In October 2013, the EFF filed a petition with the US Trademark Office to invalidate the Personal Audio patent.[31]

On August 18, 2014, the Electronic Frontier Foundation announced that Adam Carolla had settled with Personal Audio.[32]

On April 10, 2015, the U.S. Patent and Trademark Office invalidated five provisions of Personal Audio's podcasting patent.[33]

Variants[edit]

Enhanced podcasts[edit]

An enhanced podcast includes links to images which are synchronized with the podcast, turning it into a narrated slide show.[34]

Podcast novels[edit]

A podcast novel (also known as a "serialized audiobook" or "podcast audiobook") is a literary form that combines the concepts of a podcast and an audiobook. Like a traditional novel, a podcast novel is a work of literary fiction; however it is recorded into episodes that are delivered online over a period of time. The episodes may be delivered automatically via RSS or through a website, blog, or other syndication method. Episodes can be released on a regular schedule, e.g., once a week, or irregularly as each episode is completed. In the same manner as audiobooks, podcast novels may be elaborately narrated with sound effects and separate voice actors for each character, similar to a radio play, or they may have a single narrator and few or no sound effects.[35]

Some podcast novelists give away a free podcast version of their book as a form of promotion.[36] On occasion such novelists have secured publishing contracts to have their novels printed.[37] Podcast novelists have commented that podcasting their novels lets them build audiences even if they cannot get a publisher to buy their books. These audiences then make it easier to secure a printing deal with a publisher at a later date. These podcast novelists also claim the exposure that releasing a free podcast gains them makes up for the fact that they are giving away their work for free.[38]

Video podcasts[edit]

A video podcast on the Crab Nebula created by NASA

A video podcast or vodcast is a podcast that contains video content. Web television series are often distributed as video podcasts. Dead End Days, a serialized dark comedy about zombies released from 31 October 2003 through 2004, is commonly believed to be the first video podcast.[39]

Live podcasts[edit]

A number of podcasts are recorded either in total or for specific episodes in front of a live audience. Ticket sales allow the podcasters an additional way of monetising. Some podcasts create specific live shows to tour which are not necessarily included on the podcast feed. Events including the London Podcast Festival,[40] SF Sketchfest[41] and others regularly give a platform for podcasters to perform live to audiences.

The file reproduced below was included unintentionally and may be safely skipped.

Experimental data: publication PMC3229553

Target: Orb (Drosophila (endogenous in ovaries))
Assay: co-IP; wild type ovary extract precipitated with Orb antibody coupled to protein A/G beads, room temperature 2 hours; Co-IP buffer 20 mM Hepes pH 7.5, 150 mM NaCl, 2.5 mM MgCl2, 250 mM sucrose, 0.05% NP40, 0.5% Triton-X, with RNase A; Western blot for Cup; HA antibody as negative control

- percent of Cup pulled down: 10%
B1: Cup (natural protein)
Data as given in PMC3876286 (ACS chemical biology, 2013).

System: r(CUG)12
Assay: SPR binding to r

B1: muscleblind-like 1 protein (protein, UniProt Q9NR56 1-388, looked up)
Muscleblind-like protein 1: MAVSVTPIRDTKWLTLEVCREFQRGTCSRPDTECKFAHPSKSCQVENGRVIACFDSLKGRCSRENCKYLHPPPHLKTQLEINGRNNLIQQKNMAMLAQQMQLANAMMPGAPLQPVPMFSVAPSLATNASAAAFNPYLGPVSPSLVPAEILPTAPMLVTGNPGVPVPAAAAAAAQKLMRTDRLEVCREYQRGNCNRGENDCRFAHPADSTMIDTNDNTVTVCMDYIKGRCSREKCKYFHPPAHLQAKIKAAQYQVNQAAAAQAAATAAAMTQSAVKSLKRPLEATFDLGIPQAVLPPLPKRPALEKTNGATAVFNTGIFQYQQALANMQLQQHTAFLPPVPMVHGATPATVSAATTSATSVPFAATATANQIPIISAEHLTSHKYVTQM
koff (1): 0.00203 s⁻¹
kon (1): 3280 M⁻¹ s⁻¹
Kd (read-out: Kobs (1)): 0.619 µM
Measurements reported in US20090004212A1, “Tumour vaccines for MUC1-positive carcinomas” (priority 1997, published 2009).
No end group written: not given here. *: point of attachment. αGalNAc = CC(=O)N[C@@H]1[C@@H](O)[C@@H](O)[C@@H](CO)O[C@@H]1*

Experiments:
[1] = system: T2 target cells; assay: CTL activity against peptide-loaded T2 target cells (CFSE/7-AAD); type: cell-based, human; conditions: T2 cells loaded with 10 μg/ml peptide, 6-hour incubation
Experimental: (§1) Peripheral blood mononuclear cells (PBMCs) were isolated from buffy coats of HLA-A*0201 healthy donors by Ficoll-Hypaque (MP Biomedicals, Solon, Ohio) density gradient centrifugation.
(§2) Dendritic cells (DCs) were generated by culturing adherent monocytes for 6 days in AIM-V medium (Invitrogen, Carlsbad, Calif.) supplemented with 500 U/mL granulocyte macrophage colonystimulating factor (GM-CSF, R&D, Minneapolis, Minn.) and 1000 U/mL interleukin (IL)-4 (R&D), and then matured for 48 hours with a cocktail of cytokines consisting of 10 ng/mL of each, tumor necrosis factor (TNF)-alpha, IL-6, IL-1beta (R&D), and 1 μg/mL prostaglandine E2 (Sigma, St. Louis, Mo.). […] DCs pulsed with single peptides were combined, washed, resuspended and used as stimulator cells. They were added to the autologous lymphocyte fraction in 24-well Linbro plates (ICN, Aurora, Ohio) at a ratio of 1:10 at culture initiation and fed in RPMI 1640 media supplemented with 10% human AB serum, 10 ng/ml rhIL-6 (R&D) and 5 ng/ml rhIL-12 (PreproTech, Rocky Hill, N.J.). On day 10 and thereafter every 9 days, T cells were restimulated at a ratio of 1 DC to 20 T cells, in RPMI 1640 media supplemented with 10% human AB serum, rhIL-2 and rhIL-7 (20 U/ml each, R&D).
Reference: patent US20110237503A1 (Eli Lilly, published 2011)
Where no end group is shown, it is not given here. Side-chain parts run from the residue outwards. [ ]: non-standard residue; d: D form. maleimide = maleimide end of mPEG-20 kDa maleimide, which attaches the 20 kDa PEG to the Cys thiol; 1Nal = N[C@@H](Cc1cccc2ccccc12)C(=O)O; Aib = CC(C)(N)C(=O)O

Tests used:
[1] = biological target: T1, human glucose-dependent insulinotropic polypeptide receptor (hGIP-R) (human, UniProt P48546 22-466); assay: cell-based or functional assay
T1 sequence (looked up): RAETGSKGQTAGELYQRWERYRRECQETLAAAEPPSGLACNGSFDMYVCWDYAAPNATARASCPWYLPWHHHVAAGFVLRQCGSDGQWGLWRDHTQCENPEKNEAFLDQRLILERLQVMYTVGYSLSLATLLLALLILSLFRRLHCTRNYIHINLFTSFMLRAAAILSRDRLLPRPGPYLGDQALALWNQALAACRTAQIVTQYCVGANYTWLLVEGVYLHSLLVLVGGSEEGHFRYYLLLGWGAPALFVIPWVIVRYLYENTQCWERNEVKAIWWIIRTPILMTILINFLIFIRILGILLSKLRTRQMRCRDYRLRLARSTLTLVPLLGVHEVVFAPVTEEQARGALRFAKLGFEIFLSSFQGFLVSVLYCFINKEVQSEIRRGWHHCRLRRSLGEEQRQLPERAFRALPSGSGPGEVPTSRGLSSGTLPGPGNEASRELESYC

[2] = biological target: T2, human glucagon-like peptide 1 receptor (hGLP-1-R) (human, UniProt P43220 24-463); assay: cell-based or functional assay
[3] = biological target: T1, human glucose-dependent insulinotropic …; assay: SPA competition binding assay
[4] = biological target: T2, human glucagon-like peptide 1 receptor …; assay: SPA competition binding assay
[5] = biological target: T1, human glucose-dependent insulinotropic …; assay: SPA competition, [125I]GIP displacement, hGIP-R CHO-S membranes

Uses[edit]

Communities use collaborative podcasts to support multiple contributors podcasting through generally simplified processes, and without having to host their own individual feeds. A community podcast can also allow members of the community (related to the podcast topic) to contribute to the podcast in many different ways. This method was first used for a series of podcasts hosted by the Regional Educational Technology Center at Fordham University in 2005.[citation needed] Anders Gronstedt explores how businesses like IBM and EMC use podcasts as an employee training and communication channel.[42][43]

As of early 2019, the podcasting industry still generated little overall revenue,[44] although the number of persons who listen to podcasts continues to grow steadily. Edison Research, which issues the Podcast Consumer quarterly tracking report, estimates that in 2019, 90 million persons in the U.S. have listened to a podcast in the last month.[45] In 2020, 58% of the population of South Korea and 40% of the Spanish population had listened to a podcast in the last month. 12.5% of the UK population had listened to a podcast in the last week.[46] A small, yet efficient number of listeners are also podcast creators. Creating a podcast is reasonably inexpensive. It requires just a microphone, laptop or other personal computer, and a room with some sound blocking. Podcast creators tend to have a good listener base because of their relationships with the listeners.[47]

See also[edit]

References[edit]

  1. ^ "Podcast Production". Harvard Graduate School of Education. 2012. Archived from the original on July 10, 2012. Retrieved July 10, 2012. ... This code enables specially designed software to locate and track new versions or episodes of a particular podcast ...
  2. ^ Berry, Richard (2015). "Serial and ten years of podcasting: Has the medium grown up?". Radio, Sounds & Internet: 299–209. Archived from the original on July 4, 2020. Retrieved July 4, 2020 – via Academia.edu.
  3. ^ a b Berry, Richard (May 1, 2006). "Will the iPod Kill the Radio Star? Profiling Podcasting as Radio" (PDF). Convergence. 12 (2): 143–162. doi:10.1177/1354856506066522. S2CID 111593307. Archived (PDF) from the original on February 26, 2020. Retrieved July 4, 2020.
  4. ^ Stratmann, Jo (July 20, 2011). "'Horizontal media' - how social media has changed journalism". FreshMinds. Archived from the original on November 16, 2017. Retrieved November 15, 2017.
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  6. ^ Hammersley, Ben (February 12, 2004). "Why online radio is booming". The Guardian. Archived from the original on June 21, 2020. Retrieved November 16, 2017.
  7. ^ Sawyer, Miranda (November 20, 2015). "The man who accidentally invented the word 'podcast'" (MP3). BBC Radio 4. Archived from the original on April 2, 2019. Retrieved November 15, 2017.